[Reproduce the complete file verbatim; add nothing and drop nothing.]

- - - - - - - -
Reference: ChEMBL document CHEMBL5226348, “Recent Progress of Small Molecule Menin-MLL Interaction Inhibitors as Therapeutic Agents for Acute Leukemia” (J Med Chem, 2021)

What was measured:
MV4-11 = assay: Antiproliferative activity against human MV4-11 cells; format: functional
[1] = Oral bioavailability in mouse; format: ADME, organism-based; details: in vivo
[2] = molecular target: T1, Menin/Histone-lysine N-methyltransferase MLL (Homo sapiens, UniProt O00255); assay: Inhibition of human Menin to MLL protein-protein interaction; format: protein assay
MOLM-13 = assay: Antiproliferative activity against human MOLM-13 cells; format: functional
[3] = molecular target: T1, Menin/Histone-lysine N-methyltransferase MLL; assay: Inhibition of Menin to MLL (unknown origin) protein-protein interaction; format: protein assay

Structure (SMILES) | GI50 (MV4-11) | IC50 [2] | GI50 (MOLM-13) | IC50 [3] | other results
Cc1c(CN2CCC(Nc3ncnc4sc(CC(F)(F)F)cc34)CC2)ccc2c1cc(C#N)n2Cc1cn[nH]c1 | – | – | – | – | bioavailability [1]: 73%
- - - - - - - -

Reference: ChEMBL document CHEMBL5226348, “Recent Progress of Small Molecule Menin-MLL Interaction Inhibitors as Therapeutic Agents for Acute Leukemia” (J Med Chem, 2021)

What was measured:
MV4-11 = assay: Antiproliferative activity against human MV4-11 cells; format: functional
[1] = Oral bioavailability in mouse; format: ADME, organism-based; details: in vivo
[2] = molecular target: T1, Menin/Histone-lysine N-methyltransferase MLL (Homo sapiens, UniProt O00255); assay: Inhibition of human Menin to MLL protein-protein interaction; format: protein assay
MOLM-13 = assay: Antiproliferative activity against human MOLM-13 cells; format: functional
[3] = molecular target: T1, Menin/Histone-lysine N-methyltransferase MLL; assay: Inhibition of Menin to MLL (unknown origin) protein-protein interaction; format: protein assay

Structure (SMILES) | GI50 (MV4-11) | IC50 [2] | GI50 (MOLM-13) | IC50 [3] | other results
Cc1c(CN2CCC(Nc3ncnc4sc(CC(F)(F)F)cc34)CC2)ccc2c1cc(C#N)n2Cc1cn[nH]c1 | – | – | – | – | bioavailability [1]: 73%